I don’t know, sir (or madame). Perhaps a miracle, accompanied by several lost jobs and a sweeping reform of our entire regulatory system? That’s an olive branch I’d consider swinging from.
Freshman CDC director Dr. Mandy Cohen, who’s been traveling the country on a national “trust tour,” insists she’s focused on rebuilding the embattled agency with improved transparency and communication by “bringing the best evidence that we possibly can” to the public (while continuing to push boosters and rapid testing, naturally). The thing is, that’s what they promised last time, and we all know how that turned out.
Politico is scrambling to blame-shift because not only is public trust ready for a hospice visit, but the growing anti-establishment movement is threatening to derail the vaccine gravy train for good. From the article: “Just 20 percent of adults got last year’s shot, according to CDC data through May 11, down sharply from the 79 percent of adults who received their initial series of vaccinations in 2021.”
Ask anyone who’s ever been the victim of infidelity how easy it is to forgive and forget. Let’s pretend it’s me (it’s not… my husband Joe is amazing), and the transgression goes something like this: I suspect Joe is cheating. It’s just a hunch but it’s a miserable, nagging feeling I can’t shake off, so I come out and ask him about it. He denies it six ways to Sunday. In fact, he can’t believe I’d accuse him of such a horrible thing. Shamefully, I apologize and try to go back to normal life. Then I accidentally stumble across some evidence, nothing concrete, but enough to embolden me to bring it up again. Not only does Joe continue to deny it, but he calls me paranoid and delusional and gives me the cold shoulder for a week. I do my best to move on (fine, I’ve become a part-time private investigator) when I uncover actual, irrefutable proof of his infidelity. I confront him again. This time I’m pissed. Grudgingly he admits there was a tiny transgression, but it was just the one time, and he was drunk and he’s really sorry, and he’ll never, ever do it again. I briefly consider forgiving him—we have history after all and he does occasionally take out the trash if I nag him enough—but then I learn that it wasn’t just the once, there was no alcohol involved, and he in fact has plans to do it again that very same day.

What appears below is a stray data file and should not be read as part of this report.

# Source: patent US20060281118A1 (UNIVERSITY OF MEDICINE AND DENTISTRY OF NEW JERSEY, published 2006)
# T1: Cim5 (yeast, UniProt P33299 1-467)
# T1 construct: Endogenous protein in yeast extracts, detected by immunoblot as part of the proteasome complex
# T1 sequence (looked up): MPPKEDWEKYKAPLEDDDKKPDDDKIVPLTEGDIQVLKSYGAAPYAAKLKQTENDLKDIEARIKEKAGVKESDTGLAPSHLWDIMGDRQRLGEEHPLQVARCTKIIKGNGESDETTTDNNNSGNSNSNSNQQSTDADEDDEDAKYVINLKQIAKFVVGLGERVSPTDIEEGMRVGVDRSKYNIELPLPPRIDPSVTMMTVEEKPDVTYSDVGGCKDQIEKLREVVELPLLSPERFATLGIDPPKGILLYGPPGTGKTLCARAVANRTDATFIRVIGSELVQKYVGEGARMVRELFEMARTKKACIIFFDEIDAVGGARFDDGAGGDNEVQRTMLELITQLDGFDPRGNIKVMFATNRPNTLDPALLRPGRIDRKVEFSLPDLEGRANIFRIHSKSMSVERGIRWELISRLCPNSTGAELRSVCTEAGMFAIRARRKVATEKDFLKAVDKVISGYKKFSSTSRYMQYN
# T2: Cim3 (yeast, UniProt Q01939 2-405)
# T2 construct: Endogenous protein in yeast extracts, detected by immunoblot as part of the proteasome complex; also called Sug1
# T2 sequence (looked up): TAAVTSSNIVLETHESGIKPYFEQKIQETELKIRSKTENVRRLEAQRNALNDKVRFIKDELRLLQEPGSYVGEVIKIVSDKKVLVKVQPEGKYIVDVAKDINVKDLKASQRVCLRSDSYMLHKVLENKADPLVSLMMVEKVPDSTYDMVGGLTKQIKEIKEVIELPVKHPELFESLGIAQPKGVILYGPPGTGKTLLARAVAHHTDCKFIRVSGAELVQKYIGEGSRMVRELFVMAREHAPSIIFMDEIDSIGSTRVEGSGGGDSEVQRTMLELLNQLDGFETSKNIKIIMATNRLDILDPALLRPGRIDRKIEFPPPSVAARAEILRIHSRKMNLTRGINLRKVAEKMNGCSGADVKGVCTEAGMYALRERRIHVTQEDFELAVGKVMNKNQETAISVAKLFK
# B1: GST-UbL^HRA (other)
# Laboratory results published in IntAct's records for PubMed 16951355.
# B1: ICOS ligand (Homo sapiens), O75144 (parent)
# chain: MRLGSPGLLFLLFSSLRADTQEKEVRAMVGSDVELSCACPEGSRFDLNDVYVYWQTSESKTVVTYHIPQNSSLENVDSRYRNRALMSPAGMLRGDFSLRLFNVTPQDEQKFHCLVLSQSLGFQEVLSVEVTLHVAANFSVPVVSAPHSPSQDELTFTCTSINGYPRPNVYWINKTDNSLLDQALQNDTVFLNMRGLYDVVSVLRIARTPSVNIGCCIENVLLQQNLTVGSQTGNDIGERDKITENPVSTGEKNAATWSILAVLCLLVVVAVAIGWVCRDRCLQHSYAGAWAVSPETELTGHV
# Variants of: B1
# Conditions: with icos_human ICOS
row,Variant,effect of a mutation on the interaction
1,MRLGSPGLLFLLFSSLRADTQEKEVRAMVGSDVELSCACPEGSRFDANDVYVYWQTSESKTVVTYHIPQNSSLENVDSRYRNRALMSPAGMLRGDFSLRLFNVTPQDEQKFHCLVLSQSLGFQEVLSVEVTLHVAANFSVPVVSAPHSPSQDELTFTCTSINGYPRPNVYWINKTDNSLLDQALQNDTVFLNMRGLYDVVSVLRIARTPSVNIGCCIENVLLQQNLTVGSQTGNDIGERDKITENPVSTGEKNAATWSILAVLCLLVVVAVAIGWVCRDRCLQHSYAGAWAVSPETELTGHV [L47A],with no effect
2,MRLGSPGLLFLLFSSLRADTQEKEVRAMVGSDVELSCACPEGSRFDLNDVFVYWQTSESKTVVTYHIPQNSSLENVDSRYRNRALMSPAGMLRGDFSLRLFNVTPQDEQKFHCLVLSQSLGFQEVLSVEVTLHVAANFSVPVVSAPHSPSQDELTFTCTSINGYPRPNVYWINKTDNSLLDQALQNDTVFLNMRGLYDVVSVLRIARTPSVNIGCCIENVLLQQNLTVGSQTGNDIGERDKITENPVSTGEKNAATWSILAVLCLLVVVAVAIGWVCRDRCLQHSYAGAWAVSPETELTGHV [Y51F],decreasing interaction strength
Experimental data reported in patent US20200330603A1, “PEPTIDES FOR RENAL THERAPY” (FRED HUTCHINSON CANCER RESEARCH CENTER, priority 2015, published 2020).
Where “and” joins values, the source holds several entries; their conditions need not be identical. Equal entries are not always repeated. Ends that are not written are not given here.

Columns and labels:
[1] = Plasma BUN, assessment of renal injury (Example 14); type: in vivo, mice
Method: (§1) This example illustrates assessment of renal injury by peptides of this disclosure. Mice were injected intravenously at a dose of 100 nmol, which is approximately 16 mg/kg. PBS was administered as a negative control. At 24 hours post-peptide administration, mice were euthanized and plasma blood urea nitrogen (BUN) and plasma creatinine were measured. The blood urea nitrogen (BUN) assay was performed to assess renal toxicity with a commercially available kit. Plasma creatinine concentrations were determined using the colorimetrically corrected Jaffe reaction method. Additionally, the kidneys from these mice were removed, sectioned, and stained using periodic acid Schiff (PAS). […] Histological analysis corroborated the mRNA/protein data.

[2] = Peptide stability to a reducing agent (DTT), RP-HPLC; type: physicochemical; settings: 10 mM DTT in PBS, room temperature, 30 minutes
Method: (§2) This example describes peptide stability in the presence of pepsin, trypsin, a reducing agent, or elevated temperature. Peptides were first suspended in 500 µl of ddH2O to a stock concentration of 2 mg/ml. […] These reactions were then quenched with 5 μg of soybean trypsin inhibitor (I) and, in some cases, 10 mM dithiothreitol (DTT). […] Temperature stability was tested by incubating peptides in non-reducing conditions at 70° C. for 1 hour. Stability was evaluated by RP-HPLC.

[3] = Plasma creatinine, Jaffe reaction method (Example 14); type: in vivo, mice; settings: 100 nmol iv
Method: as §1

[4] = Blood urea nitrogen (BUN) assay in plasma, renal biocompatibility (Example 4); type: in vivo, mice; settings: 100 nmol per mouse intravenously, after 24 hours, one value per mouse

At this point, he tries to gaslight me — 'it’s your fault it happened at all, you pushed me away with all your accusations and insecurities. Hell, you’re the one who put the idea of cheating into my head in the first place!’
It’s emotional abuse. He’s a liar, a cheater, and a narcissist. It’s unfair and I don’t deserve it. He’s 100 percent wrong and I’m the innocent victim. It may not be my fault that he cheated, but it is my fault if I allow the abuse to continue.
Here’s the thing: Trip me once, shame on you. Trip me twice, shame on me. Trip me 487 times over a miserable three-year period without so much as an acknowledgment, no less an apology, and you can stick your trust bus where the sun doesn’t shine.